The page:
Pawlenty’s response was, once again, to finesse the semantics. A new cigarette tax became a “health impact fee.” He raised other “fees” and cut intergovernmental aid, forcing local governments and school districts to raise property taxes and levies to pay for services and schools that were previously funded by the state, arguing that the new taxes were their fault, not his.
Ronald Reagan once said that another way to spell “fee” is T-A-X. Pawlenty’s semantical arguments were contradicted by that Republican axiom, and his claims of holding the line on taxes are contradicted by the math put out by his own administration. Consider the following chart – derived like similar ones in this piece from Minnesota Management and Budget’s Price of Government report, released while Pawlenty was still governor, which tracks the percentage taxes take out of total Minnesota income – this one comparing property and income taxes:
Pawlenty used short-term accounting shifts and semantic gimmicks to balance the budget over and again in a sort of bubble-gum-and-baling-wire approach to keep the old jalopy going until the economy improved or he got out of office. The tactic struck many finance experts as dishonest and caused former republican and democratic finance commissioners to join forces in criticizing the patches, which included raiding the state’s $1 billion tobacco settlement fund, the shift of $1.9 billion in school funding from before to after July 1, shifting it technically into the next biennium and effectively borrowing it from the schools, as well as accounting practices no business executive could get away with, such as accounting for inflation on the revenue side of the budget but not the expense side.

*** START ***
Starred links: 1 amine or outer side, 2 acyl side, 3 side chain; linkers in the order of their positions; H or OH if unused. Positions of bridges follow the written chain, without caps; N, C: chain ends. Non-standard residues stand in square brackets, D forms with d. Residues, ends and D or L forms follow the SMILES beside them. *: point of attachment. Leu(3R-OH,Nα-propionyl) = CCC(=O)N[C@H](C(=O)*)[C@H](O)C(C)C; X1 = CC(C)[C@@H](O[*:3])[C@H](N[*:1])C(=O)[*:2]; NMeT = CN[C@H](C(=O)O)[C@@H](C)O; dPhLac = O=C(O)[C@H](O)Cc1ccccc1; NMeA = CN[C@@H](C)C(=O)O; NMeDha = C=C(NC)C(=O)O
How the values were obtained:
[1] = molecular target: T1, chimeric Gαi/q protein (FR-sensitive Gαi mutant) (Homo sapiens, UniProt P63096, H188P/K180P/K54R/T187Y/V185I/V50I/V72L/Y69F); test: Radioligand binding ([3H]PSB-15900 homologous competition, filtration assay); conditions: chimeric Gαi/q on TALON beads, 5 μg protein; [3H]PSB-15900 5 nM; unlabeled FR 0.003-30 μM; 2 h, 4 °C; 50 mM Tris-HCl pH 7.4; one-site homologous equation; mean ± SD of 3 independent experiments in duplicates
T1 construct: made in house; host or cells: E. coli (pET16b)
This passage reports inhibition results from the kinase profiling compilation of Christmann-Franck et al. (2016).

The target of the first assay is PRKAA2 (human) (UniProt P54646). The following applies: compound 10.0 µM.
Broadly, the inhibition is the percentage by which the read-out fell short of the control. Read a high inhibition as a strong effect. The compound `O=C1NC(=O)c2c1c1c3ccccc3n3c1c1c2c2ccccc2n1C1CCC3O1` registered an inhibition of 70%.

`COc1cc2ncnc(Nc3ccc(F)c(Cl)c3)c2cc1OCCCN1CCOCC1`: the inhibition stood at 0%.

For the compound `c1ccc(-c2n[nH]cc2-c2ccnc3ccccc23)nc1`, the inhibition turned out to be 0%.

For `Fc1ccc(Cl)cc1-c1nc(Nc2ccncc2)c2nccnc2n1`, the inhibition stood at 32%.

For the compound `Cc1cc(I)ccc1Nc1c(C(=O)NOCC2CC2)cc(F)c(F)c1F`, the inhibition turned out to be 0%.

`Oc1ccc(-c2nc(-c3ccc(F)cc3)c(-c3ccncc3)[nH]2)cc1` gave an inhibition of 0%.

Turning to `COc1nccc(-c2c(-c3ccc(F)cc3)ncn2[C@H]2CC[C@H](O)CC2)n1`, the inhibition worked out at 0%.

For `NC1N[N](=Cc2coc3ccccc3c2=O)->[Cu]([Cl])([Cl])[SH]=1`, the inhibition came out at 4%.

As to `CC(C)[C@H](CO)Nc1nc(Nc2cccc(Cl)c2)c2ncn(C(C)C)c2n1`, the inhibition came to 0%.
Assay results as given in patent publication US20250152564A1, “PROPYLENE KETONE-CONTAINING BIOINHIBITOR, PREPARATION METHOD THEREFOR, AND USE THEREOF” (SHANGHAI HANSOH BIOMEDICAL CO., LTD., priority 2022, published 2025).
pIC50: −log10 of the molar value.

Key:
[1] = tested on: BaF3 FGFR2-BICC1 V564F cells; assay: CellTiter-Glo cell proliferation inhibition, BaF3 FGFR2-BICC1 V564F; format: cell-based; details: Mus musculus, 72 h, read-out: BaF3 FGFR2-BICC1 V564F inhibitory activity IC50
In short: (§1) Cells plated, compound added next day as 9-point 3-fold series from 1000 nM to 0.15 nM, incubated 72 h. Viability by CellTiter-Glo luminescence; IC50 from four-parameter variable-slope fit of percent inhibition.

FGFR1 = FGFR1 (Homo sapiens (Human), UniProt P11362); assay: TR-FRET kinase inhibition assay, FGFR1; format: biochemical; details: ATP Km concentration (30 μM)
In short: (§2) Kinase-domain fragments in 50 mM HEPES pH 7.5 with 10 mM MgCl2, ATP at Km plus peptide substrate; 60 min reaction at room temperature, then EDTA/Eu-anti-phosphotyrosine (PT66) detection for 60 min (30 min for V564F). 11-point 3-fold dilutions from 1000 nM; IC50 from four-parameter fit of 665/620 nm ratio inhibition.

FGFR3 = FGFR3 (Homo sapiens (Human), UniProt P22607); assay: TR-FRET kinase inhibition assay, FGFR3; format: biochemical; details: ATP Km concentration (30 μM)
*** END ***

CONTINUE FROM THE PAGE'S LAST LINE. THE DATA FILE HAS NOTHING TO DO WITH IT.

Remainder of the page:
Carlson reminds readers of his blog that Moody’s lowered Minnesota’s bond rating as a result of Pawlenty’s actions.
In the end, property taxes soared 102 percent, as Minnesota’s state auditor Rebecca Otto points out.
“Fees” and tuition soared as well, and a structural hole was left in the state budget for others to fill.
The result was a hollowing out of state finances under an eight-year drift toward – what? We didn’t know. Pawlenty never articulated a clear vision of where the state should go under his leadership.
The budget mess he left behind still haunts the state. Here are the results in summary:
On both a per capita basis and as a percent of the general fund, Minnesota rang up the fourth largest budget deficit in the nation.
The hollow candidate
To have a vision, you have to know who you are and what you want to accomplish. To lead, you have to articulate that vision and have the stubbornness and conviction to push past opposition to the goal.
Tim Pawlenty is arguing that he has that, but his vision seems to be that he wants to be president. He wants it so badly that he’s willing to do anything, say anything – be anything.
Even now, his self-proclaimed “courage to stand” – for example, telling seniors in Florida that he’d raise the retirement age – is often simply more semantics. Telling that to seniors doesn’t take all that much courage – they are already retired.
Perhaps there is no room left in the world for Republicans who are not willing to “get their mind around the language.” Judging from the ridiculousness of the climate science deniers and creationists in Congress that might very well be the case. To me, the story is a tragedy of Shakespearean proportions.
The Minnesota press loved Pawlenty and cut him a lot of slack. The less friendly national press is calling him boring and saying he doesn’t stand for anything.
They’re wrong. He does. It’s just that he doesn’t know what it is.
Shawn Lawrence Otto is a Hollywood screenwriter and a national science advocate, and the author of the upcoming book “Fool Me Twice: Fighting the Assault on Science in America.” He blogs at neorenaissance. He is married to state auditor Rebecca Otto.